Apples also need pollinators—certain wasps, flies, and bees—to transfer pollen from one variety to the other. The apple trees must be planted within 100 feet of each other in order to help ensure that the pollinators visit both trees.

If you have only one apple tree in your yard or incompatible varieties, all is not lost. Crab apple pollen fertilizes apple blossoms. So if you have a crabapple in the vicinity that blooms concurrently with your apple tree, you’re in business. Grafting a branch of a compatible variety onto your existing tree is another option, though I recommend you hire an arborist to perform this job. You can also use an old, very effective orchardist trick: put a bouquet of crab apple branches in bloom in a 5-gallon bucket of water and place it inside the canopy of the tree. Then bees can visit the crab apple blossoms and transfer the pollen to the apple blossoms. In other words, a little can go a long way.

Pruning is SO important and it something that you should be doing regularly at the proper times of the year.  Pruning young trees encourages a strong, solid network of branches that will be the future of your tree. Pruning on mature trees maintains the shape of the tree and encourages fruit production.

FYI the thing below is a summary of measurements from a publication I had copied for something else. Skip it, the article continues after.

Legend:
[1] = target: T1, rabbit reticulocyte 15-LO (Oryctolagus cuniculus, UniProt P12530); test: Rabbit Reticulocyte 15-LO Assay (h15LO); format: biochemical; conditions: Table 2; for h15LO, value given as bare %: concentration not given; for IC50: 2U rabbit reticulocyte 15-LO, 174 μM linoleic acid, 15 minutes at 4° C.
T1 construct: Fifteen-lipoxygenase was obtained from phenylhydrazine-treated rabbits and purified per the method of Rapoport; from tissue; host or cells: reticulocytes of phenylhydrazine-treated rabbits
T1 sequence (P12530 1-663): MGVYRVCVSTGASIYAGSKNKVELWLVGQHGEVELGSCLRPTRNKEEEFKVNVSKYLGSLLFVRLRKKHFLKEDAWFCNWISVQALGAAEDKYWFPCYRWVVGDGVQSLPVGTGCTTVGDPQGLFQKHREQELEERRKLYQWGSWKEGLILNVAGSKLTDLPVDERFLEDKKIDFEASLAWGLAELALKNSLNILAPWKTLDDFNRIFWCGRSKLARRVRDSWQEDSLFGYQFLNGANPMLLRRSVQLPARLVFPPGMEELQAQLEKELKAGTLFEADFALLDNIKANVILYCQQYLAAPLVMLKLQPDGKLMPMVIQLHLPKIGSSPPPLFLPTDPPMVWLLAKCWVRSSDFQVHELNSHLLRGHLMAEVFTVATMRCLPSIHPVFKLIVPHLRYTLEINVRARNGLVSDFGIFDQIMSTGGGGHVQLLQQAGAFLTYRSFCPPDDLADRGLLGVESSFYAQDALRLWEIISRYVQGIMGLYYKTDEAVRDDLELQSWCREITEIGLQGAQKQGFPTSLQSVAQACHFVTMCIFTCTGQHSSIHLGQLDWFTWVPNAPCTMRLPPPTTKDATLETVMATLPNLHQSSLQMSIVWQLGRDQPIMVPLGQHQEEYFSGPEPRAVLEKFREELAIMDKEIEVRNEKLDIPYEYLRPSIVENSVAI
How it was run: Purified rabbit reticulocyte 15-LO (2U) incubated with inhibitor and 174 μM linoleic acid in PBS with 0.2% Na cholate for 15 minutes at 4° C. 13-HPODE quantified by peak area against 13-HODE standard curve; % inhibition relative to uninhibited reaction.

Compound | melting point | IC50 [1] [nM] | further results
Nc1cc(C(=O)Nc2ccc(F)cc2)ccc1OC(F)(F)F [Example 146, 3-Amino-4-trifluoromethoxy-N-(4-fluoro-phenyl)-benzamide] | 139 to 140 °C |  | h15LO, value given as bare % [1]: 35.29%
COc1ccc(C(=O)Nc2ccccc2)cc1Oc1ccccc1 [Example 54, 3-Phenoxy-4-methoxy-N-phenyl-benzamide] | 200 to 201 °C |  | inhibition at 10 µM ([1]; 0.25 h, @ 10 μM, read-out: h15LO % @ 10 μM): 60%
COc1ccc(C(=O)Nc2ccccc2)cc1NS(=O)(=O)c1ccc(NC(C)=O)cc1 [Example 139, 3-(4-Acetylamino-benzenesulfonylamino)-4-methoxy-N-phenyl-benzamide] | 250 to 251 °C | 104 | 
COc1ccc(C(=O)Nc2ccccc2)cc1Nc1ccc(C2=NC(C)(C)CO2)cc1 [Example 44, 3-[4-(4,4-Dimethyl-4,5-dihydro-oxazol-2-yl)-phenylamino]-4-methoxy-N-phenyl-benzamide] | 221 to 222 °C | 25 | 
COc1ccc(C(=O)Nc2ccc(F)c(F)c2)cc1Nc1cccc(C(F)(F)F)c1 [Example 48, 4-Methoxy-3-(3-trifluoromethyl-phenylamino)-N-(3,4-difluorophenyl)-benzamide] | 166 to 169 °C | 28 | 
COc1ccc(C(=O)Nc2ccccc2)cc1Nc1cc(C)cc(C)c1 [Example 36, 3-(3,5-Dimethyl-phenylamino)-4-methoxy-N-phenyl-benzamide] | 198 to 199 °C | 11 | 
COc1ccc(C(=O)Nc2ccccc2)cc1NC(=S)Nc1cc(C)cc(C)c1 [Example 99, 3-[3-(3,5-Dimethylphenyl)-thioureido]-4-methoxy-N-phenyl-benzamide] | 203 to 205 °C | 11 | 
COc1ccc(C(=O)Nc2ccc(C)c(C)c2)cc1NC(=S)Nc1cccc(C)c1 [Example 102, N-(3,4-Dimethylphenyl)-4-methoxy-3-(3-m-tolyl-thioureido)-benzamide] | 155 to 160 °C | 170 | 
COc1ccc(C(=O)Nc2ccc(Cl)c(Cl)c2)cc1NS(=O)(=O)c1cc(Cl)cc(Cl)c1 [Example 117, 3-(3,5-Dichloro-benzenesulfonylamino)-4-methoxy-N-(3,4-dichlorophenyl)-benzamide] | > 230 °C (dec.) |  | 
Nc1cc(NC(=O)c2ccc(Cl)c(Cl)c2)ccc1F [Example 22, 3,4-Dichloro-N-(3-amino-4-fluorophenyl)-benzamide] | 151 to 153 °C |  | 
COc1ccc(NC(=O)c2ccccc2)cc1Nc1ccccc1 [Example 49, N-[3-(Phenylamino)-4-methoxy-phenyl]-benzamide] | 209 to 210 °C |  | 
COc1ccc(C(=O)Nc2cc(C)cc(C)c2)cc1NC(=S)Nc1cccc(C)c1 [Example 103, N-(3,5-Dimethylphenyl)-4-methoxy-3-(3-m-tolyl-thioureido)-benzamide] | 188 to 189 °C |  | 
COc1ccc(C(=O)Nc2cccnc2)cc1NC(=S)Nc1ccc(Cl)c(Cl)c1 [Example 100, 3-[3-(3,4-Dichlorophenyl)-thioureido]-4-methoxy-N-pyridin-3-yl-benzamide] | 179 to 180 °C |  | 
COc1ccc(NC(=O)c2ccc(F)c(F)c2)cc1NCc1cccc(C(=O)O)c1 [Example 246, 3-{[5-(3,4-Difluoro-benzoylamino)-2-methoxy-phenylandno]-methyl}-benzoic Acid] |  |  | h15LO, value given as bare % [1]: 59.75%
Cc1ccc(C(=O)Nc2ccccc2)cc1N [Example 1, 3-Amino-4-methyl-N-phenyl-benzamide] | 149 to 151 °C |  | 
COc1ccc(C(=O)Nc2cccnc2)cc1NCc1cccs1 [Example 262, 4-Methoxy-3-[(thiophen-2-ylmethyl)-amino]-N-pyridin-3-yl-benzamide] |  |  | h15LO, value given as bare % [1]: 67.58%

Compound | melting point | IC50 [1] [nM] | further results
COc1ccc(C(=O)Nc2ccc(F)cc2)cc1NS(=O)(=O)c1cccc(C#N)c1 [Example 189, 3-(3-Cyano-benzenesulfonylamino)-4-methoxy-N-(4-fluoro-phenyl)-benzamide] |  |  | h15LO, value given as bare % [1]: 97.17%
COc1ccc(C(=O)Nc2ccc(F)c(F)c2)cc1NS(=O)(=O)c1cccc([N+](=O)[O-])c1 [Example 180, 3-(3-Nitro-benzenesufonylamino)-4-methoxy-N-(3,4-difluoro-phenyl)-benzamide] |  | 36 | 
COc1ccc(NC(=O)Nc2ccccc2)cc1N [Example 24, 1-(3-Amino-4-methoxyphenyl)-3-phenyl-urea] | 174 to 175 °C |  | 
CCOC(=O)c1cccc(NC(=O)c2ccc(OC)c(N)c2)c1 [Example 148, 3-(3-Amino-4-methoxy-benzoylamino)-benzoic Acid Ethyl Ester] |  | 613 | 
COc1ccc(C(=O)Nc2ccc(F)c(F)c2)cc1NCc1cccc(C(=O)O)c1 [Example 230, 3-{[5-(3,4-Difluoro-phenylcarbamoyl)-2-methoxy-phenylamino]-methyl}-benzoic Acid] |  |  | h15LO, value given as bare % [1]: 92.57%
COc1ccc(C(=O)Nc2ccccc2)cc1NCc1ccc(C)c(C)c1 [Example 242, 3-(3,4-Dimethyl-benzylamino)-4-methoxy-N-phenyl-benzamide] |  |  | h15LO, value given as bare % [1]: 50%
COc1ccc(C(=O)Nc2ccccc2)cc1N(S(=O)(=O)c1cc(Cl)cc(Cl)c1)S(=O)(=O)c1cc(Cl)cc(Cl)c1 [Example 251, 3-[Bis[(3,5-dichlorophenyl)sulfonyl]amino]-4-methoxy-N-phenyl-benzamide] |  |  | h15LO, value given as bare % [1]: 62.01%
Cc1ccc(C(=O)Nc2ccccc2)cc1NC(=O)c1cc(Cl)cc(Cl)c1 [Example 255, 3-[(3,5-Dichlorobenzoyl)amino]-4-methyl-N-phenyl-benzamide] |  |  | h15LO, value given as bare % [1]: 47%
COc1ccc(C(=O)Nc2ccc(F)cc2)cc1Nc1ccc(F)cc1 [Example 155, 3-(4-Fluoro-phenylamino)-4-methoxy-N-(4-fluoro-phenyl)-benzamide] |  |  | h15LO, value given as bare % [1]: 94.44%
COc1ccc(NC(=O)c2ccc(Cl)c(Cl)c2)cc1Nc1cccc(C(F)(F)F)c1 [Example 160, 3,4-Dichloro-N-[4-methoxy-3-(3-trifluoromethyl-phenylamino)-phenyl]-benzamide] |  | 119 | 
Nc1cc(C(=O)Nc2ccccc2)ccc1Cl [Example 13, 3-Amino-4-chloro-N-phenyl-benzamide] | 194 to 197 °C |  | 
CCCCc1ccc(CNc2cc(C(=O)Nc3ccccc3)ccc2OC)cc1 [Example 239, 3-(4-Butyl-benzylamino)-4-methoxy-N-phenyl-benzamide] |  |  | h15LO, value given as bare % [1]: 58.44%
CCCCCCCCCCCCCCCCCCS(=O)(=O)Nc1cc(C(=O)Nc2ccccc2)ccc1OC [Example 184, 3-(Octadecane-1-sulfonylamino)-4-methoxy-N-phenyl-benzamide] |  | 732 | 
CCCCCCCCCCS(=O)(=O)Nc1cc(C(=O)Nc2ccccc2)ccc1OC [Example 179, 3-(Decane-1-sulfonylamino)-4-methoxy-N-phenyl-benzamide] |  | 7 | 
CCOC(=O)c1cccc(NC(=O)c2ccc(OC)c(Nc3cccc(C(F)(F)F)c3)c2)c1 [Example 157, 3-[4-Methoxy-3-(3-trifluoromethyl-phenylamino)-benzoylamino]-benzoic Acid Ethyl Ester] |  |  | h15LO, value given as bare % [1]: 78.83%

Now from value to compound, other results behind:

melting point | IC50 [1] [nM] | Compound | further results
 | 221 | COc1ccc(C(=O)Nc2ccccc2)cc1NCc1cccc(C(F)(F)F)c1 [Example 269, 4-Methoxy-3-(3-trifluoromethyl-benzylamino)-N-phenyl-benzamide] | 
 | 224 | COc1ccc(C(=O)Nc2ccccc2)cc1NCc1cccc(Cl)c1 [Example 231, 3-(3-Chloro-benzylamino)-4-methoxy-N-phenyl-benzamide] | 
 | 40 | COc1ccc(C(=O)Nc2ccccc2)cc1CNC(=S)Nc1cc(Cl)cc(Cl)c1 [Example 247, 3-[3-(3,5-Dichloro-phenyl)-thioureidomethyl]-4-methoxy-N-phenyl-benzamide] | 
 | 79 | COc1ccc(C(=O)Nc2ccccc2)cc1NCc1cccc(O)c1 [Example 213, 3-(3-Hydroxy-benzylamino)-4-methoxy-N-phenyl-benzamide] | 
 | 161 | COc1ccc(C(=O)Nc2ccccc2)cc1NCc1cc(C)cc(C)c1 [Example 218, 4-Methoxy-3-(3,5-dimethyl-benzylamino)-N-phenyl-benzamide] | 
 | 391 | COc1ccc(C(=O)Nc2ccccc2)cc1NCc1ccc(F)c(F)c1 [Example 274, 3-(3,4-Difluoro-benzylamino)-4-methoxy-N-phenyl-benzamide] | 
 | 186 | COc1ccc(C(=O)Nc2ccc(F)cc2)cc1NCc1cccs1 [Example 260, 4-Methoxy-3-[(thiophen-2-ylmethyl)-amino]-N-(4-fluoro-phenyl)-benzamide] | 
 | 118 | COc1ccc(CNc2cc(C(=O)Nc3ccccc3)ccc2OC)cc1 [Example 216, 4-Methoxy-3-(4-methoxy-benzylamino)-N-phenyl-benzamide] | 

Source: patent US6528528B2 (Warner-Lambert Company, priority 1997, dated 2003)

The best time to prune apple trees is in late winter or very early spring when the trees are dormant and before any new growth starts.  The only growth you ever want to prune or remove during the summer months, when the tree is actively growing, is a sucker.

I hope this information helps you out. If you have any other questions, please feel free to ask!

 

© Mertie Mae Botanics LLC and Horticulture Talk!, 2013. Unauthorized use and/or duplication of this material without express and written permission from this blog’s author and/or owner is strictly prohibited. Excerpts and links may be used, provided that full and clear credit is given to Mertie Mae Botanics LLC and Horticulture Talk! with appropriate and specific direction to the original content.